XKCD - Rock Band
The Earth is a very small stage in a vast cosmic arena.
On it, everyone you love, everyone you know, everyone you ever heard of,
every human being who ever was, lived out their lives.
Thousands of confident religions, ideologies and economic doctrines,
every teacher of morals, every corrupt politician, every hero and coward,
every creator and destroyer of civilization,
every saint and sinner in the history of our species;
think of the rivers of blood spilled by all those generals and emperors so that,
in glory and triumph, they could become the momentary masters of a fraction of a dot.
Our posturings, our imagined self-importance,
the delusion that we have some privileged position in the Universe,
are challenged by this point of pale light.
It underscores our responsibility to preserve and cherish the Pale Blue Dot.
My birthday is coming up soon and, for once, I’ve actually figured out what I want: a fucking Ocarina. I’ve been wanting to take up the challenge of learning a new instrument for a while now, and on that list was the Ocarina, specifically, the transverse, 12-hole “Sweet Potato (or Zelda) style. The Ocarina is probably the most cost-efficient instrument on my list, so I figured I would go with that one first. I’ve picked out two Ocarinas already - Either of these would be fine,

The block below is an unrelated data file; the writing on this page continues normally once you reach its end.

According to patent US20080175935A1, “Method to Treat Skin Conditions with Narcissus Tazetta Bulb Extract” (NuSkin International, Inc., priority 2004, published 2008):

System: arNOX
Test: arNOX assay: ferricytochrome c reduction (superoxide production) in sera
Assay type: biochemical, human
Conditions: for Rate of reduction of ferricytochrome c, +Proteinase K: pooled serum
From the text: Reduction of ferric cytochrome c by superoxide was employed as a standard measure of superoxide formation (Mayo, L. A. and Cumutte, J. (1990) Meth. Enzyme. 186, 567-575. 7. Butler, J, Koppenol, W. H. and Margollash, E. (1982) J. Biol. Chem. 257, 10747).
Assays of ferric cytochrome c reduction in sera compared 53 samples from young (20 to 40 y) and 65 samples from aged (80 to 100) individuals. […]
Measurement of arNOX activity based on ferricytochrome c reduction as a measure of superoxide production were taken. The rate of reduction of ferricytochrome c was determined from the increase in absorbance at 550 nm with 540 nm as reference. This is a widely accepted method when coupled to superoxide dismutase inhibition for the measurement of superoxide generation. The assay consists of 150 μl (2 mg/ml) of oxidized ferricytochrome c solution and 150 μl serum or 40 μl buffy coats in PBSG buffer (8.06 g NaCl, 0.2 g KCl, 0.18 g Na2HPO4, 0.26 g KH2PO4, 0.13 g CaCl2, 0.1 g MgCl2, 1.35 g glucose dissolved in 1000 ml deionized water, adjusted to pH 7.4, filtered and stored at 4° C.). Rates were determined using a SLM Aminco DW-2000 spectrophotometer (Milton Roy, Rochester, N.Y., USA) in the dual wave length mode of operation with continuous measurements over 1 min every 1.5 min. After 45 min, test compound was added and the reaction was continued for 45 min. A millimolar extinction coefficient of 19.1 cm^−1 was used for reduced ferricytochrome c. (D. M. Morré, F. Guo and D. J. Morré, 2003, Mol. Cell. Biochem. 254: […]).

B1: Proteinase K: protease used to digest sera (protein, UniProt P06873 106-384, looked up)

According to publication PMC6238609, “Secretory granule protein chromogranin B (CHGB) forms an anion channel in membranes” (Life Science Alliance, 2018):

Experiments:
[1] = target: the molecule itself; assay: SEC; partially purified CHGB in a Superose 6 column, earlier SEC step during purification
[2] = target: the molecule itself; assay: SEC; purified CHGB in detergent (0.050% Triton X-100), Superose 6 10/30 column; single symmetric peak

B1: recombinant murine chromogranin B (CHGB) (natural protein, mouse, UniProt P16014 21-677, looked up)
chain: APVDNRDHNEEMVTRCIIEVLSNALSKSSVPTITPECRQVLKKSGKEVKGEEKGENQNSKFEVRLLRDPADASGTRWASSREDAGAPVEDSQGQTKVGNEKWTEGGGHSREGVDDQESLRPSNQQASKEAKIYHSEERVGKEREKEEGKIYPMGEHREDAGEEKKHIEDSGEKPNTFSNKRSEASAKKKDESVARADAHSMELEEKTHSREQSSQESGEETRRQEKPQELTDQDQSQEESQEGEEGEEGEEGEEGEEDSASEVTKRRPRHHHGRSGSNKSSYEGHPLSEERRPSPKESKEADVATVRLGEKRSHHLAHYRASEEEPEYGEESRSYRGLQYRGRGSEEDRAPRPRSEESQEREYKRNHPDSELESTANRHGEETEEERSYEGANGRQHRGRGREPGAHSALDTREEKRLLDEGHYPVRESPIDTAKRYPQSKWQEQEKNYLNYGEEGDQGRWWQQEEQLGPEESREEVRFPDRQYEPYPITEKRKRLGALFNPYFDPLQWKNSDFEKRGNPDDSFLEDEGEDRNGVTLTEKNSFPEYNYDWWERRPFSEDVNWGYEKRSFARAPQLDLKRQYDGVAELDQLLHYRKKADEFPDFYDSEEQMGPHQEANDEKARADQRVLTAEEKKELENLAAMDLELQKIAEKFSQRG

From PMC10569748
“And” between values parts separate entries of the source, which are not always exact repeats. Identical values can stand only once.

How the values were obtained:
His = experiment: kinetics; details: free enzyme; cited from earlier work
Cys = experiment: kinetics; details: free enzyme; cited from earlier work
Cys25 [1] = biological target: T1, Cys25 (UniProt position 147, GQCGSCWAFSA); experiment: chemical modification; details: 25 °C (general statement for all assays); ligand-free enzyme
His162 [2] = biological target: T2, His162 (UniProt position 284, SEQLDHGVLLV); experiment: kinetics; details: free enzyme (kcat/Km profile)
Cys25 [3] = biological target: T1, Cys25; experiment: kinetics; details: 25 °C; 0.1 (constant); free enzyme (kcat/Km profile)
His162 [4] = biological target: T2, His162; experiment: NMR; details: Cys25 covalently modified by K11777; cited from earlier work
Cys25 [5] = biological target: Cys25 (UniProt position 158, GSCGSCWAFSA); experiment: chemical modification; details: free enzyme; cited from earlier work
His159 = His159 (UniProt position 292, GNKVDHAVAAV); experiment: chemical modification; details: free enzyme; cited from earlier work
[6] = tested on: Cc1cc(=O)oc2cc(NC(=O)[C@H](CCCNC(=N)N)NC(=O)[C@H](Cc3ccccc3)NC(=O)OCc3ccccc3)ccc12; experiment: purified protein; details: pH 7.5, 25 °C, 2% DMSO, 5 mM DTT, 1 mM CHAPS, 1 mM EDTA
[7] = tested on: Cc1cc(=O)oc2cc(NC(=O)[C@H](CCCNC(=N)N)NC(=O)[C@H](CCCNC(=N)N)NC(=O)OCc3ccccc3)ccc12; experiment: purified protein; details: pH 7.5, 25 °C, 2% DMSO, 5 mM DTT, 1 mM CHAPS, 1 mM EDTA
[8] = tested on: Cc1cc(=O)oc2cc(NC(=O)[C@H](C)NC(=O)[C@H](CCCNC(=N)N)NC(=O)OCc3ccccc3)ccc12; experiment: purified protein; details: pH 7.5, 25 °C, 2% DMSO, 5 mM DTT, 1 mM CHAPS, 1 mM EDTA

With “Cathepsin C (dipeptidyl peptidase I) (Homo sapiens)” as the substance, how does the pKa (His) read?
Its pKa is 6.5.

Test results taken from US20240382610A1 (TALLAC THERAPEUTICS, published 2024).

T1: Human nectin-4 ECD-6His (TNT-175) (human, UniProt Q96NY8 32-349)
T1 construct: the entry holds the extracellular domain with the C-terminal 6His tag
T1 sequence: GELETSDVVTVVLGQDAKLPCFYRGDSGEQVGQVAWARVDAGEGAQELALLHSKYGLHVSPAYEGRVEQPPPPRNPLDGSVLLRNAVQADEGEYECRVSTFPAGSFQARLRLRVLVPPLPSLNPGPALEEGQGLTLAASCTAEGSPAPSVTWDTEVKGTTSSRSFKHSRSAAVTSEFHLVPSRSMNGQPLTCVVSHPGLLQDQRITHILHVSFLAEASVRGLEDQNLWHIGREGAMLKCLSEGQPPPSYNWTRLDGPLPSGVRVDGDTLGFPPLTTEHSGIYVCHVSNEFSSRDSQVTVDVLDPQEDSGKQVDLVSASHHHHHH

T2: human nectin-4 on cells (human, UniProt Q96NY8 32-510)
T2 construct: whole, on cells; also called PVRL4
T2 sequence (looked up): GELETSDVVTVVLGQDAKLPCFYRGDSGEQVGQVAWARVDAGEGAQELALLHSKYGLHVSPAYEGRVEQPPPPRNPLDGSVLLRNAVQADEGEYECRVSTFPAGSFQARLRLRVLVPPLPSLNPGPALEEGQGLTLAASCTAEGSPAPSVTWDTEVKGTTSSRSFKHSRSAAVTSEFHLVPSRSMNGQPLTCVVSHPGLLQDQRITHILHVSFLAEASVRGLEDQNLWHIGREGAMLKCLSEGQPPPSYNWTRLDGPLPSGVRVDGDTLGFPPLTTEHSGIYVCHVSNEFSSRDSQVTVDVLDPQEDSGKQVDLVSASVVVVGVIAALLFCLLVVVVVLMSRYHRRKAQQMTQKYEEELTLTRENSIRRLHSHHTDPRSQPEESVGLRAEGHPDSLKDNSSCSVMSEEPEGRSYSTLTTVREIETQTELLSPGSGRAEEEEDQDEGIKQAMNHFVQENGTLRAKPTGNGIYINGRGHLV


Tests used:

though I’m kind of leaning towards one of those two. I’ll let you guess which.
I’ll admit, I’ve never been much of a fan of Anime. Cowboy Bebop is a huge exception, however. One of the main draws of the series and biggest contributor to its success in the Western world is the predominantly western feel to the series — that is to say, for a Japanese anime, it doesn’t really come off that way. The music for Cowboy Bebop is composed by Yoko Kanno (who, prior to Cowboy Bebop, had no experience writing music outside classical Japanese) and performed by The Seatbelts and is mainly (but not limited to) a mix of jazz, country and rock. Ask DNA is the opening theme for the movie and is a great example of the western style of the series as a whole. The tune has an early rock feel, a sort of hybrid between Rock and Blues. It’s easily my personal favorite amongst all the tracks from Cowboy Bebop, though that’s not to say the rest of the songs aren’t great (really, they’re phenominal as well. The song itself is almost infectious, and is filled with catchy hooks; it’s, simply put, a very well put-together track.
Atlanta, GA—Hitachino Nest White Ale (an outstanding beer), Vortex burgers, and good friends.